When Chamundi betta relocates to amchi Mumbai

Over the last few years, Karnataka and Maharashtra have been riven by the same kind of issues.

Both States, or more accurately the capitals of both States, have seen outrageous assaults on “outsiders” from revanchist linguistic forces. Both periodically burst go into paroxysms of parochialism over territories each claims belongs to it. Both regularly mourn the disappearance of local art, culture, food, etc.

It takes a horizontally challenged Heavenly One to remind the peoples of ee kade and ikkade of how much the two States actually have in common if only they would try to discover.

The adman and photographer M.S. Gopal reports that the Chamundeshwari temple atop the Chamundi hills in Mysore is the theme of this year’s fete at Bombay’s most famous Ganesh pandal, Lalbaugcha Raja (the emperor of Lalbaug) in the heart of Parel.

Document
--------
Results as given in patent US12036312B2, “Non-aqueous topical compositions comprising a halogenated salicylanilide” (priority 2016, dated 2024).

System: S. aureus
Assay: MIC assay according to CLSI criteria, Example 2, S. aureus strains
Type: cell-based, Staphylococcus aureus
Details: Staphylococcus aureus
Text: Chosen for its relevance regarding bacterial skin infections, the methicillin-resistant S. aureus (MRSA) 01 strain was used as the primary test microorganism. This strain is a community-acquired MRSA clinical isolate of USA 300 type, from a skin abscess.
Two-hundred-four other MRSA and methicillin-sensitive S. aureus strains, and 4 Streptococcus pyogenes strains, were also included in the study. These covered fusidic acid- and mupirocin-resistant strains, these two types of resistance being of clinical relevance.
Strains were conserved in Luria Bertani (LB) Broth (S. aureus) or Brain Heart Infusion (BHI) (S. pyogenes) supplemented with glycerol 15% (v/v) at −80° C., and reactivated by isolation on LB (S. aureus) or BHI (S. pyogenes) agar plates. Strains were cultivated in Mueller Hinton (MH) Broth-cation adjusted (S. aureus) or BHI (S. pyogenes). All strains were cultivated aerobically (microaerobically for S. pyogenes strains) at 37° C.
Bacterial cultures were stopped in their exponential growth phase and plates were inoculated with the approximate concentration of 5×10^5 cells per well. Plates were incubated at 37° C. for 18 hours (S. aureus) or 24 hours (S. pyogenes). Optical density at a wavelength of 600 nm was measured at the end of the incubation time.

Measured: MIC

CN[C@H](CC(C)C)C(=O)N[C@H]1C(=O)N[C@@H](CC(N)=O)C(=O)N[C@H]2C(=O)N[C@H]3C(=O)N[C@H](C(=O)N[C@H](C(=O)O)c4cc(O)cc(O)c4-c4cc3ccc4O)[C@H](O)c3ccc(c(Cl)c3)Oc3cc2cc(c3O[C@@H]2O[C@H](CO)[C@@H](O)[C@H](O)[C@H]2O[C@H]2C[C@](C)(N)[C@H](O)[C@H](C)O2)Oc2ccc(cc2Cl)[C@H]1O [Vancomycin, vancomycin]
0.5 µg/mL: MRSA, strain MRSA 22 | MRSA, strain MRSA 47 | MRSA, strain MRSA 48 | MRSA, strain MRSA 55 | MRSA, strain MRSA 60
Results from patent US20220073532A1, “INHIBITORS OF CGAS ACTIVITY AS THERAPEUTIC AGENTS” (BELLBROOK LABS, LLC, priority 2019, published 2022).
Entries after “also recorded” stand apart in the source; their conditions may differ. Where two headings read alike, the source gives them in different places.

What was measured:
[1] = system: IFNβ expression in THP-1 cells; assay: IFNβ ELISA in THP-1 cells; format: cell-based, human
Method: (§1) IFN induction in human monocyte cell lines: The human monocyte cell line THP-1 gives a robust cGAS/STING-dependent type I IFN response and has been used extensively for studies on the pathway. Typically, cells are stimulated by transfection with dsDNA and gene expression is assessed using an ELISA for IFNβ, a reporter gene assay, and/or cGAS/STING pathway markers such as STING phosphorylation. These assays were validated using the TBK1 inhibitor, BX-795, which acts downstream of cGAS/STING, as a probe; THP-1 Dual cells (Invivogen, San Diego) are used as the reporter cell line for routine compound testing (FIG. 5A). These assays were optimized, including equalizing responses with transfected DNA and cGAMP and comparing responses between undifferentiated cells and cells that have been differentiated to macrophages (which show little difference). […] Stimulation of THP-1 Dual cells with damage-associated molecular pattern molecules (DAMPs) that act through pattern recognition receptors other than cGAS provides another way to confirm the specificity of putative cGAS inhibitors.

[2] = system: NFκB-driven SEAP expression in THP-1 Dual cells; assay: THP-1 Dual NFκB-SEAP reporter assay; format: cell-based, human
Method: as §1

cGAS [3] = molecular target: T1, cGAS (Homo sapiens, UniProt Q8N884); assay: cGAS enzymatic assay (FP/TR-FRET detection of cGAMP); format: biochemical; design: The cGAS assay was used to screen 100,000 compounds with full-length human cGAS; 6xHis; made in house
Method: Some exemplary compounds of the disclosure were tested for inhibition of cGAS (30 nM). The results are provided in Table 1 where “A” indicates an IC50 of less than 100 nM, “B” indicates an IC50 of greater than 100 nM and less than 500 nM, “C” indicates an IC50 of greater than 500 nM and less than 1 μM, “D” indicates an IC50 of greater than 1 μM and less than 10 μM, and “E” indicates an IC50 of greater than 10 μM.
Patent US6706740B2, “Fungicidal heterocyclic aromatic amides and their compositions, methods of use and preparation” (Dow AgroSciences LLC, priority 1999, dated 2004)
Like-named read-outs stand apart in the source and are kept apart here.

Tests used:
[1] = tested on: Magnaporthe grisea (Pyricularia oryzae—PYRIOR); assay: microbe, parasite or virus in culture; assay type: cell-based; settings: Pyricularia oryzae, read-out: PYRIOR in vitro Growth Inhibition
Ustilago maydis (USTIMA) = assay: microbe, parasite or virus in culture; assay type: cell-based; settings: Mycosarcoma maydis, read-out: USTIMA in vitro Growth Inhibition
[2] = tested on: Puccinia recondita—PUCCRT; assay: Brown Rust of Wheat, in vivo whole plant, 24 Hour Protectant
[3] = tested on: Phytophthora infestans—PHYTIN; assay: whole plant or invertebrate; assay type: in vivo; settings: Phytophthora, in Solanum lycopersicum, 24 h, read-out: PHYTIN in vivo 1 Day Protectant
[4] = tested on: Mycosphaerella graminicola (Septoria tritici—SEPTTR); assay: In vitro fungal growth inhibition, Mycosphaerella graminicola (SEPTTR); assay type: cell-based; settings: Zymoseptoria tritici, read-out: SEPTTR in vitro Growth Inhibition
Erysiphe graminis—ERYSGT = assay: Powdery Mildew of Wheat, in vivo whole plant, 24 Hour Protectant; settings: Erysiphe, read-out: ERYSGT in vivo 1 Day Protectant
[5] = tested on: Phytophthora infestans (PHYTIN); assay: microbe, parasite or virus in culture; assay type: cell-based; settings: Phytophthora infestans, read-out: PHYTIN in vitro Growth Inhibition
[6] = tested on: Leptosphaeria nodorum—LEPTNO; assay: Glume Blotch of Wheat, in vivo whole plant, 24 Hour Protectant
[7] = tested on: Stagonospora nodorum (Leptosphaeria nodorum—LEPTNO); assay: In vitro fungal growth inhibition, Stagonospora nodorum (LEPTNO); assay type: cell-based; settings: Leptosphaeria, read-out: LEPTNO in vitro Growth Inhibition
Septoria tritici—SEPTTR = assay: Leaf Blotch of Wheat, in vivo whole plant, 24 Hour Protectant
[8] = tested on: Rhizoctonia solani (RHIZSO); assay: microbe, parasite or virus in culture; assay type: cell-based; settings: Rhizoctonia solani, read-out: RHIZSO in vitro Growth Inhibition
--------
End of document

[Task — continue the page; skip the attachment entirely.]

Devotees thronging Ganesh galli in what was once the ground zero of textile mills, are welcomed with replicas of Mahishasura, the Chamundi temple facade, even the Nandi bull.

Writes Gopal:

“Why am I excited? Because it’s from my home State and Mysore is my favourite city, even though I have never lived there. And yes, Ganesh Chaturthi is as big a festival in Karnataka as it is in Maharashtra and shares the same history.

“One of the earliest known inscription of Marathi is found in Shravanabelagola, not too far from Mysore and the languages spoken in Karnataka share many similarities with Marathi.”

Photographs: courtesy M.S. Gopal/ Mumbai Paused

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